Perhaps I'm too much of a C++ hacker, but I tend to use this capability heavily. Consider a Foo::Lock class which implements a lock on a Foo, where foo might be a file, database record, etc. Then, your methods inside Foo.pm can be made "safe" by code like:
my $obj = shift @_;
my $crit = new Foo::Lock( $obj );
# now do something in the critical section ...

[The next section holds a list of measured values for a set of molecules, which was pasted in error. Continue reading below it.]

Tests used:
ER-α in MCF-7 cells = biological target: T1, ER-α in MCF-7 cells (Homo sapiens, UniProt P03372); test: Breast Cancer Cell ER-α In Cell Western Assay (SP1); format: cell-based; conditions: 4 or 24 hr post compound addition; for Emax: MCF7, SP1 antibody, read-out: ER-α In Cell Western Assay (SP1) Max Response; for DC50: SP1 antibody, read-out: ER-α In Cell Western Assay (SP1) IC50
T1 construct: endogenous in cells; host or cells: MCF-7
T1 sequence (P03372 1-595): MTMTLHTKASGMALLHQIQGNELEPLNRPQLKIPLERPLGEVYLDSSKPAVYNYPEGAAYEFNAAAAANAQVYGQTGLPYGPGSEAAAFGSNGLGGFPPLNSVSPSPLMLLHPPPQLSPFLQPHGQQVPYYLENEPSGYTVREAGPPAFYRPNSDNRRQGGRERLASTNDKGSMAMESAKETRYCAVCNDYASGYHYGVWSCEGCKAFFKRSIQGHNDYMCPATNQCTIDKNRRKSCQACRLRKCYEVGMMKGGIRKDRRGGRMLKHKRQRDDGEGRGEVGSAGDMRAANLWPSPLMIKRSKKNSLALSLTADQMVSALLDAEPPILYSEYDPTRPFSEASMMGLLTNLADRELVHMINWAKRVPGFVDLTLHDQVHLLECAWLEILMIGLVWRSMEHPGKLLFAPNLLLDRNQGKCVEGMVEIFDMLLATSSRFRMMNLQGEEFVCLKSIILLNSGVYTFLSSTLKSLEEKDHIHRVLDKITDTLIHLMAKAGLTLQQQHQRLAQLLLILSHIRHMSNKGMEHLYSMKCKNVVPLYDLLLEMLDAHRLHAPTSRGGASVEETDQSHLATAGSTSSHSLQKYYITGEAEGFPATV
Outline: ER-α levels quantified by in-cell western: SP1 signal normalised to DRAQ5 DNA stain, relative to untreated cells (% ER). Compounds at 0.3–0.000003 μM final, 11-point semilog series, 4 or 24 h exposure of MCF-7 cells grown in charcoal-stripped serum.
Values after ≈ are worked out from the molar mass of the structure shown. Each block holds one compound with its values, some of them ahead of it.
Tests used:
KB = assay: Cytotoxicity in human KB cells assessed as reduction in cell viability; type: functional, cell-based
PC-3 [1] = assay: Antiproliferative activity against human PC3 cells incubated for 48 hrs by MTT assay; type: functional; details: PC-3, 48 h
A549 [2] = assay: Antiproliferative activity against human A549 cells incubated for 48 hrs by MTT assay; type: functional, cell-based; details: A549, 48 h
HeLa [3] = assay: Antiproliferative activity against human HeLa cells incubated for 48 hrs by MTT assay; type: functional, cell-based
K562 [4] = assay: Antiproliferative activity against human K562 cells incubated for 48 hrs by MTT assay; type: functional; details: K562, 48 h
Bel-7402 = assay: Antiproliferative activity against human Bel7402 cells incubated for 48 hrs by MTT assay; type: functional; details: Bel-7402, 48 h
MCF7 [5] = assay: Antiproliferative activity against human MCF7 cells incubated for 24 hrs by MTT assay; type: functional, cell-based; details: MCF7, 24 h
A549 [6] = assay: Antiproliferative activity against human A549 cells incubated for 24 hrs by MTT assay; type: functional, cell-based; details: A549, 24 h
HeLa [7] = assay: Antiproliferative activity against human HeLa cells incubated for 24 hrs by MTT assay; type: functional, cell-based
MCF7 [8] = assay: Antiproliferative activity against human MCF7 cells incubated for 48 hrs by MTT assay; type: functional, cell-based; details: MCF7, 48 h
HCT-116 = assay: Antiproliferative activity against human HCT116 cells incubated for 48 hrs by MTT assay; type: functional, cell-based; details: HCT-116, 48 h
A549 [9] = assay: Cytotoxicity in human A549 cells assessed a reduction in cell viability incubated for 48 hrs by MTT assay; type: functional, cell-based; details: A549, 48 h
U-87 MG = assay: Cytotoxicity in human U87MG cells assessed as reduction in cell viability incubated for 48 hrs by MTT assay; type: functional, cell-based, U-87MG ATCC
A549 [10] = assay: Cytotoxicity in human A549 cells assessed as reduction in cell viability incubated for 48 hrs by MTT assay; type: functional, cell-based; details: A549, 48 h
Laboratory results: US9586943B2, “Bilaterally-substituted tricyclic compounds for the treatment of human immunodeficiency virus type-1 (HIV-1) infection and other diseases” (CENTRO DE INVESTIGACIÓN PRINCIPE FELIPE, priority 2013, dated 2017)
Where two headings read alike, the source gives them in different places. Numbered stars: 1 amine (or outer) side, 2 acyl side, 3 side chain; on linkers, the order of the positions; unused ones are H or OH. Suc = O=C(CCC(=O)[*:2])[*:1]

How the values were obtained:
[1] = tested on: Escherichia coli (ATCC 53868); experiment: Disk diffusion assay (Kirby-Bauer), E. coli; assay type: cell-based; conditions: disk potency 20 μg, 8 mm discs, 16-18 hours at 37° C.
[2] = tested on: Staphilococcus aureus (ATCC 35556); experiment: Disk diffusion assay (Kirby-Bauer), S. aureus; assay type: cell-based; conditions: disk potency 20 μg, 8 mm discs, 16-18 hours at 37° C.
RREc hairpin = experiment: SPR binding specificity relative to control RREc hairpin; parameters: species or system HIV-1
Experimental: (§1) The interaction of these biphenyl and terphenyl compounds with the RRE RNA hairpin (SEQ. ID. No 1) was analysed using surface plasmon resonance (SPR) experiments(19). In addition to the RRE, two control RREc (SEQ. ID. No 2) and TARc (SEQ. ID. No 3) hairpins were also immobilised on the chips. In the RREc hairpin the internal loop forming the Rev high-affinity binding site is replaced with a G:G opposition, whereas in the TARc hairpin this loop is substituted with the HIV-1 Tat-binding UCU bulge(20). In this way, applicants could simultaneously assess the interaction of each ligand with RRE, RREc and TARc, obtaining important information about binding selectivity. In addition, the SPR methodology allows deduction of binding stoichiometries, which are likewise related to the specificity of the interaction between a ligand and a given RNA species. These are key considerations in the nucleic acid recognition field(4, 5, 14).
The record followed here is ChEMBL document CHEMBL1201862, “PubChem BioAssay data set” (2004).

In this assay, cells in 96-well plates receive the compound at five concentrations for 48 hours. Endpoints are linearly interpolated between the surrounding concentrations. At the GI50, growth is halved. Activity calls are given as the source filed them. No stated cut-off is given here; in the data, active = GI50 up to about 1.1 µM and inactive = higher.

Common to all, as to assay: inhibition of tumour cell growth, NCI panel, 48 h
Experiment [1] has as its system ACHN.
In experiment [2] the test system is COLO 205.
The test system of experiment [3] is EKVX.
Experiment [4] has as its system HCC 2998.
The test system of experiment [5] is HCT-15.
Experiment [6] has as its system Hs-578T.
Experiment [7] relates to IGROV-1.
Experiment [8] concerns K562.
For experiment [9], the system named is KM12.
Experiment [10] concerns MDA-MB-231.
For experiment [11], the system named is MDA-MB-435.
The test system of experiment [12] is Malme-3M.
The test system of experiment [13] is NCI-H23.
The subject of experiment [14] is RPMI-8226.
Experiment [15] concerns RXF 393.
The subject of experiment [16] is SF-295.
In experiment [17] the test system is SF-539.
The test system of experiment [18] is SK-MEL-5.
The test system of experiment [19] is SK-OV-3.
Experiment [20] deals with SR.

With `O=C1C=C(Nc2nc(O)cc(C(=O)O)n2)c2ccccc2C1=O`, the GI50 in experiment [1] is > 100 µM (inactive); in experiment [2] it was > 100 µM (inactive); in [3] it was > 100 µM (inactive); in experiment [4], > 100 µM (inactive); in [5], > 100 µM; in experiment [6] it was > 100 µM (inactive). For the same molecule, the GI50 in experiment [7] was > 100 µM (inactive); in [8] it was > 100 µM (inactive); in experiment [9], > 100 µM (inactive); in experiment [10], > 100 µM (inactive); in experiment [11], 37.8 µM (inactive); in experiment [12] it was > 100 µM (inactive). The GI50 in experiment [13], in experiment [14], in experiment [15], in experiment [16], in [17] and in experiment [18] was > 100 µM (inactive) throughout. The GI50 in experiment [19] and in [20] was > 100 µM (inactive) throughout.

return unless $obj->valid();
# now do some more stuff...
return( $result );
In this case, we don't have to free the Lock explicitly, because its DESTROY method does that automagically. And we are never left with a hard-to-track deadlock defect because our app took a fatal somewhere, leaving the Foo accidentally locked. On the other hand, if $crit were cleaned up soonest, we couldn't depend on the critical section being held for as long as we need it.